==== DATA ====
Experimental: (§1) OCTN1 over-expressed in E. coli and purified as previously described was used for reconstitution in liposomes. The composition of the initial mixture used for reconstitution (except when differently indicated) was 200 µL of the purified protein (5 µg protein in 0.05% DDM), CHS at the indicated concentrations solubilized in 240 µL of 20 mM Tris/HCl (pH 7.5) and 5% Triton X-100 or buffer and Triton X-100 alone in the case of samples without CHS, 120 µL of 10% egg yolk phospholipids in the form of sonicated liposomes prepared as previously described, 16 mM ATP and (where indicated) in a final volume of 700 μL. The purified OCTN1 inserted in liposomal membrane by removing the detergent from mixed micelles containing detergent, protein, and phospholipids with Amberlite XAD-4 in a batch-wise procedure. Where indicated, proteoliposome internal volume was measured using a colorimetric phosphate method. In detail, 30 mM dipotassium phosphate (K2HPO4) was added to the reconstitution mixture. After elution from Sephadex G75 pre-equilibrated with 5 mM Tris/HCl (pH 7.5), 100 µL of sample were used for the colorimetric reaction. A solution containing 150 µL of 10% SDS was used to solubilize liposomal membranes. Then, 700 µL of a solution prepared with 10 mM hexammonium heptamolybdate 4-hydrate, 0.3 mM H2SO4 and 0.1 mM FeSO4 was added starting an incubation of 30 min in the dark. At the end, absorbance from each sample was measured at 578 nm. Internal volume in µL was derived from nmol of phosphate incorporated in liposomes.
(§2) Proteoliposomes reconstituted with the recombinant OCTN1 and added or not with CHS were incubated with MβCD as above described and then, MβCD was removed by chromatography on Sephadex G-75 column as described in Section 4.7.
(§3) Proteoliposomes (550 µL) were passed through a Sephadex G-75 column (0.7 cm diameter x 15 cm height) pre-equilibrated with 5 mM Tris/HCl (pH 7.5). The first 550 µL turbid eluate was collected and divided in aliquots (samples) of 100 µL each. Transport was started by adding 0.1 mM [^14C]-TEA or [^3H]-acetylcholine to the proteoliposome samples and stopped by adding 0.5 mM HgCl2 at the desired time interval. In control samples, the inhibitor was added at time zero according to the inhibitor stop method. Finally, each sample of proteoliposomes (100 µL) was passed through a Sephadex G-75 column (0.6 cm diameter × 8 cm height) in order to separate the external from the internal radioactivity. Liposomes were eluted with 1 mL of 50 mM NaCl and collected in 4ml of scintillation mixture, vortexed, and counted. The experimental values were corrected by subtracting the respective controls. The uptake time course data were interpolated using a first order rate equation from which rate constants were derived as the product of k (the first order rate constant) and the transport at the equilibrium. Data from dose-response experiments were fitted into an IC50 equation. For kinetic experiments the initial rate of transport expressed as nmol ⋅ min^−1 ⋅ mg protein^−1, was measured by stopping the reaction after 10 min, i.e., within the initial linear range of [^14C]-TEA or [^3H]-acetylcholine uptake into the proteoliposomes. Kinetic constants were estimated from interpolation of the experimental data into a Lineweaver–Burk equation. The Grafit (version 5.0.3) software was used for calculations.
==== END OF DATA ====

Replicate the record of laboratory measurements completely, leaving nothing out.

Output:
Experimental: (§1) OCTN1 over-expressed in E. coli and purified as previously described was used for reconstitution in liposomes. The composition of the initial mixture used for reconstitution (except when differently indicated) was 200 µL of the purified protein (5 µg protein in 0.05% DDM), CHS at the indicated concentrations solubilized in 240 µL of 20 mM Tris/HCl (pH 7.5) and 5% Triton X-100 or buffer and Triton X-100 alone in the case of samples without CHS, 120 µL of 10% egg yolk phospholipids in the form of sonicated liposomes prepared as previously described, 16 mM ATP and (where indicated) in a final volume of 700 μL. The purified OCTN1 inserted in liposomal membrane by removing the detergent from mixed micelles containing detergent, protein, and phospholipids with Amberlite XAD-4 in a batch-wise procedure. Where indicated, proteoliposome internal volume was measured using a colorimetric phosphate method. In detail, 30 mM dipotassium phosphate (K2HPO4) was added to the reconstitution mixture. After elution from Sephadex G75 pre-equilibrated with 5 mM Tris/HCl (pH 7.5), 100 µL of sample were used for the colorimetric reaction. A solution containing 150 µL of 10% SDS was used to solubilize liposomal membranes. Then, 700 µL of a solution prepared with 10 mM hexammonium heptamolybdate 4-hydrate, 0.3 mM H2SO4 and 0.1 mM FeSO4 was added starting an incubation of 30 min in the dark. At the end, absorbance from each sample was measured at 578 nm. Internal volume in µL was derived from nmol of phosphate incorporated in liposomes.
(§2) Proteoliposomes reconstituted with the recombinant OCTN1 and added or not with CHS were incubated with MβCD as above described and then, MβCD was removed by chromatography on Sephadex G-75 column as described in Section 4.7.
(§3) Proteoliposomes (550 µL) were passed through a Sephadex G-75 column (0.7 cm diameter x 15 cm height) pre-equilibrated with 5 mM Tris/HCl (pH 7.5). The first 550 µL turbid eluate was collected and divided in aliquots (samples) of 100 µL each. Transport was started by adding 0.1 mM [^14C]-TEA or [^3H]-acetylcholine to the proteoliposome samples and stopped by adding 0.5 mM HgCl2 at the desired time interval. In control samples, the inhibitor was added at time zero according to the inhibitor stop method. Finally, each sample of proteoliposomes (100 µL) was passed through a Sephadex G-75 column (0.6 cm diameter × 8 cm height) in order to separate the external from the internal radioactivity. Liposomes were eluted with 1 mL of 50 mM NaCl and collected in 4ml of scintillation mixture, vortexed, and counted. The experimental values were corrected by subtracting the respective controls. The uptake time course data were interpolated using a first order rate equation from which rate constants were derived as the product of k (the first order rate constant) and the transport at the equilibrium. Data from dose-response experiments were fitted into an IC50 equation. For kinetic experiments the initial rate of transport expressed as nmol ⋅ min^−1 ⋅ mg protein^−1, was measured by stopping the reaction after 10 min, i.e., within the initial linear range of [^14C]-TEA or [^3H]-acetylcholine uptake into the proteoliposomes. Kinetic constants were estimated from interpolation of the experimental data into a Lineweaver–Burk equation. The Grafit (version 5.0.3) software was used for calculations.